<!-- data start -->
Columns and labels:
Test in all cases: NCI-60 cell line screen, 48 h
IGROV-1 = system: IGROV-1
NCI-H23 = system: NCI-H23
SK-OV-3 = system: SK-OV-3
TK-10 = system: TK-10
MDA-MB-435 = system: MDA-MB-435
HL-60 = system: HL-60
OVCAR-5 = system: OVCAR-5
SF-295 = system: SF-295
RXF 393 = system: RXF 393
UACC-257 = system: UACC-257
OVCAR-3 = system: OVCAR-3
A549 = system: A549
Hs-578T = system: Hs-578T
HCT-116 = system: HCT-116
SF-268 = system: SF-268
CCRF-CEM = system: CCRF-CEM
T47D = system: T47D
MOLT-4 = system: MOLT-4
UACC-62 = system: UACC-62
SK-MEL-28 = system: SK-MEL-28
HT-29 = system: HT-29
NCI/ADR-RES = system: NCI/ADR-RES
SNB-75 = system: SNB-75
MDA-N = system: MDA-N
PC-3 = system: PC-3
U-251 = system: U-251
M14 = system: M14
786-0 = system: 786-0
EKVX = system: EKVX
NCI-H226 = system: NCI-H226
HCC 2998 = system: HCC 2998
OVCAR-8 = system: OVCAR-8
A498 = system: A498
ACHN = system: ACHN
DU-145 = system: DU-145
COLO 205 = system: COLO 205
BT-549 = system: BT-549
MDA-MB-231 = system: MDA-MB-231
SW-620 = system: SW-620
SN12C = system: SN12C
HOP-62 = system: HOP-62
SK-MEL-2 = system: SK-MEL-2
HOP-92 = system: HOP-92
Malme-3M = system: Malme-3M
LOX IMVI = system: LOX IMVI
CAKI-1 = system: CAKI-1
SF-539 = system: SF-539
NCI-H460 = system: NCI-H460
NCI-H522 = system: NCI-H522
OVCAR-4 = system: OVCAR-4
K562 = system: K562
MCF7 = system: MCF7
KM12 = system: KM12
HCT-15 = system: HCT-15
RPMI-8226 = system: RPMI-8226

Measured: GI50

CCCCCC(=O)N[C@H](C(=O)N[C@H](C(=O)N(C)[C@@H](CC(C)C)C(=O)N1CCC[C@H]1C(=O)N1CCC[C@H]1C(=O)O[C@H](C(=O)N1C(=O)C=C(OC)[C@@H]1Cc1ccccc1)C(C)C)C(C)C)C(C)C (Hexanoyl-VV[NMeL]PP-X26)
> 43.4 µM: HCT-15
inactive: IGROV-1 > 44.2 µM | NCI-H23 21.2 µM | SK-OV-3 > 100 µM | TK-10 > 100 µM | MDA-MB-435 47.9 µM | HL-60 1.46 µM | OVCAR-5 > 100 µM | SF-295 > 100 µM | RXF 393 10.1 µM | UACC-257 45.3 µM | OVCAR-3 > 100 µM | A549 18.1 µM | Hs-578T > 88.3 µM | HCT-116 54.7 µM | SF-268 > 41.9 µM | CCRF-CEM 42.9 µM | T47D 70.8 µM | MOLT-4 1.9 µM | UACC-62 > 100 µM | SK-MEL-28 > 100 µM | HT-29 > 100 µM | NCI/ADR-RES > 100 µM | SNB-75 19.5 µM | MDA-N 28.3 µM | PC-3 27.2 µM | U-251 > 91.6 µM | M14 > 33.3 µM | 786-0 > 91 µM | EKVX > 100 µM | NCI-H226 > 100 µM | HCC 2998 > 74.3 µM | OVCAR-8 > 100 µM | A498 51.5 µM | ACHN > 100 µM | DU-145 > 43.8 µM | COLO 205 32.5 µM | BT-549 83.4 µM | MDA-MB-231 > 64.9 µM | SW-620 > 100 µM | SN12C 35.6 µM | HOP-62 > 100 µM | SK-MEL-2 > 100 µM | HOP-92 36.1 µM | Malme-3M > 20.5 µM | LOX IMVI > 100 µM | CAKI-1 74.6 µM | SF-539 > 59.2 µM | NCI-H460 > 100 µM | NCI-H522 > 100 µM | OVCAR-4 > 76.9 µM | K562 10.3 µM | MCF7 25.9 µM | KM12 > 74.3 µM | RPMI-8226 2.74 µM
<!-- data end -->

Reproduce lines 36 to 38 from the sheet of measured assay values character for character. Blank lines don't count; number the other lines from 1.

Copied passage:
ACHN = system: ACHN
DU-145 = system: DU-145
COLO 205 = system: COLO 205